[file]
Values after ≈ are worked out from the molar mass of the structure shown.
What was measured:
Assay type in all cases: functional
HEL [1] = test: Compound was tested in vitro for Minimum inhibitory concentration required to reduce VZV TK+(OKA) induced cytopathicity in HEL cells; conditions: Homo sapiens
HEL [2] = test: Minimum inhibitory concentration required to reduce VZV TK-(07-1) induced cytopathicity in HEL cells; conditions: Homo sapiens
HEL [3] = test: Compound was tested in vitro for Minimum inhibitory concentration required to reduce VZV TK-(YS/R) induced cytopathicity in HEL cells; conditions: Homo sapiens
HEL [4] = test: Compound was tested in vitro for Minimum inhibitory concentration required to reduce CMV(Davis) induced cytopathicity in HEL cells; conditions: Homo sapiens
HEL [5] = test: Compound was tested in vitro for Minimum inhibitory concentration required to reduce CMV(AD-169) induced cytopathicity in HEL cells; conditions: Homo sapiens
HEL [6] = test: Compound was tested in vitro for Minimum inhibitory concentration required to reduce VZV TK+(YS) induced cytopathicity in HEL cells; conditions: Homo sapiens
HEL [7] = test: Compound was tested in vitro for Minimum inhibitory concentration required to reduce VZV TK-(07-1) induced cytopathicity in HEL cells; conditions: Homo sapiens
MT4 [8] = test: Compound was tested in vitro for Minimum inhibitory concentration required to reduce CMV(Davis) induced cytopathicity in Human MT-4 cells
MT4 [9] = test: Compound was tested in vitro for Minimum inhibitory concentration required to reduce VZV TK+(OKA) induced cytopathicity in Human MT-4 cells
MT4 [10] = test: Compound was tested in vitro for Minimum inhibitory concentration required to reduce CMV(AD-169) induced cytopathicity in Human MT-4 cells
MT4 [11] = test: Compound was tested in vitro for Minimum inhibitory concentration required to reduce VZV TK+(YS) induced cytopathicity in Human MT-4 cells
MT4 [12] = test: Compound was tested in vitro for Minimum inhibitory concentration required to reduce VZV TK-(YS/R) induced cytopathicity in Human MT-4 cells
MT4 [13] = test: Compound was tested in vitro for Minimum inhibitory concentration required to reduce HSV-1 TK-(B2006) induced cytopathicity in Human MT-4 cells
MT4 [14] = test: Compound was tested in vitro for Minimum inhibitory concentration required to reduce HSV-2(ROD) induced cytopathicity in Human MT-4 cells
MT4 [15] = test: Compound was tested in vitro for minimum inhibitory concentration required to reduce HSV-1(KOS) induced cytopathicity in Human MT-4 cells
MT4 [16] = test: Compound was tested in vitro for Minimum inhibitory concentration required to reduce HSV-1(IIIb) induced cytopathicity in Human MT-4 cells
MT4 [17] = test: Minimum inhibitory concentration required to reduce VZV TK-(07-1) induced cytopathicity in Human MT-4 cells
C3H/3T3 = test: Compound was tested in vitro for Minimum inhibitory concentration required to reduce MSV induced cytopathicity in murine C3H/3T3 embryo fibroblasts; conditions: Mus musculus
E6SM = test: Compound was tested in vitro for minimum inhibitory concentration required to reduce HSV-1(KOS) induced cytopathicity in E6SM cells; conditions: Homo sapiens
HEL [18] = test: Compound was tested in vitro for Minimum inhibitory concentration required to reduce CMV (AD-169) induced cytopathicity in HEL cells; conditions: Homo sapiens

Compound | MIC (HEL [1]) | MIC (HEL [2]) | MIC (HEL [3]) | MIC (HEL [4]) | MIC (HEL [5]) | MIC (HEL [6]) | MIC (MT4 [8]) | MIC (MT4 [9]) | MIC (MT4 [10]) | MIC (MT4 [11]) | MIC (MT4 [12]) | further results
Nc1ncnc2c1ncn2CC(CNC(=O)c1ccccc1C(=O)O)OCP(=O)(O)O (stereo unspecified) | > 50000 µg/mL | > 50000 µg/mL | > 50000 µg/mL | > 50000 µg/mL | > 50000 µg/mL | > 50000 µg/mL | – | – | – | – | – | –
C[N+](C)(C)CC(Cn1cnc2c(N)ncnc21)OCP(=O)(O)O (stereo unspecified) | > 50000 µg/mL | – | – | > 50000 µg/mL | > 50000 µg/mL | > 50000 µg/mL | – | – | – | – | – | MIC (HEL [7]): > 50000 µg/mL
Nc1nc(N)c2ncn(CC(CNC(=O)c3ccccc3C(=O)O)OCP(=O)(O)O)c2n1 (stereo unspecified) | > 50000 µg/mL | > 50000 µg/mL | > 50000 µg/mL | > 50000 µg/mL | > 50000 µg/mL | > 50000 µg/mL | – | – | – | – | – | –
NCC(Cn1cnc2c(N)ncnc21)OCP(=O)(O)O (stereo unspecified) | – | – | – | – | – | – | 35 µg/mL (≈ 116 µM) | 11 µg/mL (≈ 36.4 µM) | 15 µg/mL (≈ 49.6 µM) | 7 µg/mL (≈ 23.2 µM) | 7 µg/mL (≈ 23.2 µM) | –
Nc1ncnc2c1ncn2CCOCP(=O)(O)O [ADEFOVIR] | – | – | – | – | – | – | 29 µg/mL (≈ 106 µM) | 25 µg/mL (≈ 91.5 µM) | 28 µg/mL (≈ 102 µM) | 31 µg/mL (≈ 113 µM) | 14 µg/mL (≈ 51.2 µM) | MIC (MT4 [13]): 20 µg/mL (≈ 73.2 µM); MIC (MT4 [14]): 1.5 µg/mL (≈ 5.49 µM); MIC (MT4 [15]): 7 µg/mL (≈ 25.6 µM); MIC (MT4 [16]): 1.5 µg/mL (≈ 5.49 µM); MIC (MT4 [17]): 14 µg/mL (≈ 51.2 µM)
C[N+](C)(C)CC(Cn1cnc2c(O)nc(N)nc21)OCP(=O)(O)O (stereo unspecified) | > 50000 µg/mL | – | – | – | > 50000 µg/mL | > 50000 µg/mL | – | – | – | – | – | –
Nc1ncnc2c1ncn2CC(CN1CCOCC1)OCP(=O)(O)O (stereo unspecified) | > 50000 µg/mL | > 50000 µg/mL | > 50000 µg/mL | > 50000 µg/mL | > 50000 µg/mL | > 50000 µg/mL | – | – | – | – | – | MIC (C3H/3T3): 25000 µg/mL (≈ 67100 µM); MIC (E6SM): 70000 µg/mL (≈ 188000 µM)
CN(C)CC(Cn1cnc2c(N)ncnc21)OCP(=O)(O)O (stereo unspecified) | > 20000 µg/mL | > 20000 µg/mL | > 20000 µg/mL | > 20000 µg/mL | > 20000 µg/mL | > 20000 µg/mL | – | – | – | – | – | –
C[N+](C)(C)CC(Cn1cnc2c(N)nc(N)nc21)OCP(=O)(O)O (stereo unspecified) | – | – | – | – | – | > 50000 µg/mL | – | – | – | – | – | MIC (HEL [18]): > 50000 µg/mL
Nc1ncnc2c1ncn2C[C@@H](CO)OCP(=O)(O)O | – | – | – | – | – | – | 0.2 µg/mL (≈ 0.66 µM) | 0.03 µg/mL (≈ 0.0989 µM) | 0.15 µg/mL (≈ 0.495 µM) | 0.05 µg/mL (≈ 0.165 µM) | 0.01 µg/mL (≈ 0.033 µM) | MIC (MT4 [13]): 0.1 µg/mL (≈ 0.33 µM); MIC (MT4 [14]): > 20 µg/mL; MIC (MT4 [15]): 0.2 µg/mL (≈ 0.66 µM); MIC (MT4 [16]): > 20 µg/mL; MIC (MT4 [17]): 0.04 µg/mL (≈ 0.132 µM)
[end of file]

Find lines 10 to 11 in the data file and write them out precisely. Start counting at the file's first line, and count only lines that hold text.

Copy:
HEL [7] = test: Compound was tested in vitro for Minimum inhibitory concentration required to reduce VZV TK-(07-1) induced cytopathicity in HEL cells; conditions: Homo sapiens
MT4 [8] = test: Compound was tested in vitro for Minimum inhibitory concentration required to reduce CMV(Davis) induced cytopathicity in Human MT-4 cells